Ms. Necessity…My Best Teacher, Ever!

In commemoration of the World Teachers’ Day/ October 6… (a reblog)

 

 

Ms. Necessity…My Best Teacher, Ever!

by Apolinario Villalobos

 

Each of us has one teacher in our lifetime that stands out. While others consider their Math teacher as the best, some consider their English teacher as one. Mine, is Ms. Necessity…my best teacher…ever!

 

Born without the proverbial silver spoon in my mouth since childhood, struggle has become synonymous with my life…but Ms. Necessity was always just a few feet ahead of me to show the way. For my thirst for knowledge at an early age, Ms. Necessity made me collect old newspapers that lined the inside of boxes of dried fishes that my parents sold in the market. For doing so, I earned not only bouts of pinches from my elder sister but ear- twitching, as well, because the bundles of papers that I brought home made them pinch their nose. I had to keep them under a bed and would bring them out when I was alone to admire the big letters that I would copy on our dusty yard. Every space of our yard would be filled with words copied from newspapers that smelled of dried fish…and so was I, too, at the end of the day.

 

When I finally entered a school room as a “visitor” (equivalent of the prep today), Ms. Necessity told me to use discarded plastic bags found in a dump beside a bakery near our home for my “school bag”, so I went there and gathered as many sturdy bags as I could find. I got me plenty of “school bags”, some of which I kept as spare. Our parents could not afford to buy us real school bags which during the time were considered as novelties that only the rich in our town could afford. Ms. Necessity also told me to make my own raincoat out of the discarded plastic bags. Not only was I able to make one for me, but also another one for an elder brother.

 

For school allowance, Ms. Necessity told me to sell ripe fruits of our star apple in the market on Saturdays and Sundays. Ms. Necessity also told me to ask our neighbor for their fallen ripe tamarind fruits so that I could sell them in school. Due to the abundance of bulgur wheat and oatmeal doled out by American missionaries in our school that I and my brothers brought home, Ms. Necessity told us to persevere on them for breakfast and lunch rather than go to school with empty stomach. Some months, the school was also given yellow corn meal that the Home Economics teacher cooked and given to the children during recess period. Ms. Necessity told me to fashion a cup out of pad paper to hold the gruel cooked into thick and sticky consistency that I slurped down without the use of spoon as I had none. The rest of the pupils brought cup or saucer and spoon. Those were my colorful elementary days, with Ms. Necessity beside me.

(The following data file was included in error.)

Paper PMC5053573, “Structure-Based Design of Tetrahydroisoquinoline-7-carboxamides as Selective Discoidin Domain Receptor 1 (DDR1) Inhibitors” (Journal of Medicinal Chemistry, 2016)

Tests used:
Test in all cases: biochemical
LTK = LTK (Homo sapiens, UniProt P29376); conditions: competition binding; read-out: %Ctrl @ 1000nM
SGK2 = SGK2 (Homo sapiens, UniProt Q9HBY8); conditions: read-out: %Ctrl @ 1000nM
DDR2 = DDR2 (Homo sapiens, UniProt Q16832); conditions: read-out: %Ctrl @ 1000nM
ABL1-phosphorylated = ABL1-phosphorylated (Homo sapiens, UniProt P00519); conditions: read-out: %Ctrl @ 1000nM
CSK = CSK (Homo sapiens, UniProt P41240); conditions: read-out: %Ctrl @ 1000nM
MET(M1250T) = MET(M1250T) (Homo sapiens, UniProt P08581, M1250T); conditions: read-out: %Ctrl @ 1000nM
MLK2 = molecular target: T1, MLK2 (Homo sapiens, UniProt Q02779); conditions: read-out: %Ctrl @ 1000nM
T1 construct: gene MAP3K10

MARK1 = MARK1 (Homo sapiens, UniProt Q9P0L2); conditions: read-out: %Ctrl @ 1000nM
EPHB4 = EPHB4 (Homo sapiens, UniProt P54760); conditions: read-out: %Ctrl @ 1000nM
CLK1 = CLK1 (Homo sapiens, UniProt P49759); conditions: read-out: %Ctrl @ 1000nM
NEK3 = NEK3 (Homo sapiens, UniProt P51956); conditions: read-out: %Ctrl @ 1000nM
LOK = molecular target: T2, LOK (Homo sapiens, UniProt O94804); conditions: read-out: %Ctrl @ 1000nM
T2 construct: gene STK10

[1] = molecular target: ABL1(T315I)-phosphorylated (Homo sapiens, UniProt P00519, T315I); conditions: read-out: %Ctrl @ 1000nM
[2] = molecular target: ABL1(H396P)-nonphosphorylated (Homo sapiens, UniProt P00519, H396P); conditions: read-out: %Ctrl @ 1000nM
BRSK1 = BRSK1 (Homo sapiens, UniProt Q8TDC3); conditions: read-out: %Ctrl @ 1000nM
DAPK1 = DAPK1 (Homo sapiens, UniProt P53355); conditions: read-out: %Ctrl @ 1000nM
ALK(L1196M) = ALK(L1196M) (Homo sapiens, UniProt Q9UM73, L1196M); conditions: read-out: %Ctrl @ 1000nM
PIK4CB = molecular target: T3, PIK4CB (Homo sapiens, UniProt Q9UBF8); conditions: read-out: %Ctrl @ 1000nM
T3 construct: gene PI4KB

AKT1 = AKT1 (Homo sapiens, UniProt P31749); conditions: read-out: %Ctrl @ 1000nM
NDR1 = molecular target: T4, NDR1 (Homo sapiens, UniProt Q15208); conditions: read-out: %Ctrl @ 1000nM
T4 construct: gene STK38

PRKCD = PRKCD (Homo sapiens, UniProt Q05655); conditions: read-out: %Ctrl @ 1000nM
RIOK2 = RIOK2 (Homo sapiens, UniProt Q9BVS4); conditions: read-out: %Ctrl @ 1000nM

Later in life, after overcoming the pains of loss of loved ones and consistent wants, Ms. Necessity told me to persist and just go ahead in following my dreams which I did. She made me accept things as they were without any regret or complaint. Ms. Necessity told me that despite the vastness of life, it was brimming with opportunities for those who were not finicky and could be grabbed by dint of hard work. Many times did she remind me about it…that I proved to be just true.

 

What is nice about Ms. Necessity is that she never leaves me until now. I thank God, for giving me such a great teacher as Ms. Necessity!

 

 

Ms. Bernardita S. Paclibar and Ms. Nenita P. Bernardo…my beloved cousins, my strict teachers

Ms. Bernardita S. Paclibar and Ms. Nenita P. Bernardo

…my beloved cousins, my strict teachers

By Apolinario Villalobos

 

 

Looking back to the days when I was young, I fondly recall my cousins who have been part of my growing up. One was “Ms. Paclibar”, a cousin who was also my teacher in Grade Three, and who was known for her strictness. She was fair, as inside the classroom, I was treated as just one of her pupils. I also experienced spanking and ear-pinching. But every time I visited my “lola” Sayong, their mother, she would offer me fruits from their yard, especially, ripe guavas. If none has been picked on that day, she would tell her younger sister, Heidi (but I fondly called “Lily) to pick some for me.

 

She chose to stay single till the day she died, as were most of the teachers of the past years. It was a most appropriate decision because when their parents were ageing, she contributed a lot in caring for them. When I was in college, I recalled her hair to have changed color from brownish black into cloudy white, but fitted her mestiza features. That was also the time that she began calling me by my nickname, while I called her “nang Deting”,  as when I was in elementary she would call me in school by my family name. I failed to attend her wake and funeral as I was out of the country when the news of her demise reached me.

 

In college, a cousin was also one of my teachers, “Ms. Bernardo”. She handled our science subjects. A University of the Philippines graduate (BS Pharmacy), she was supposed to be a pharmacist by profession. But after a short stint in such field, she chose to stay put in our town and teach in the only Catholic school, the Notre Dame. Practically, she was among the pioneers of the school together with the Canzanas, Jamorabons, Romeros, Josefina Lechonsito, and, Mr. Nicolo who later became principal of the Tacurong Pilot School.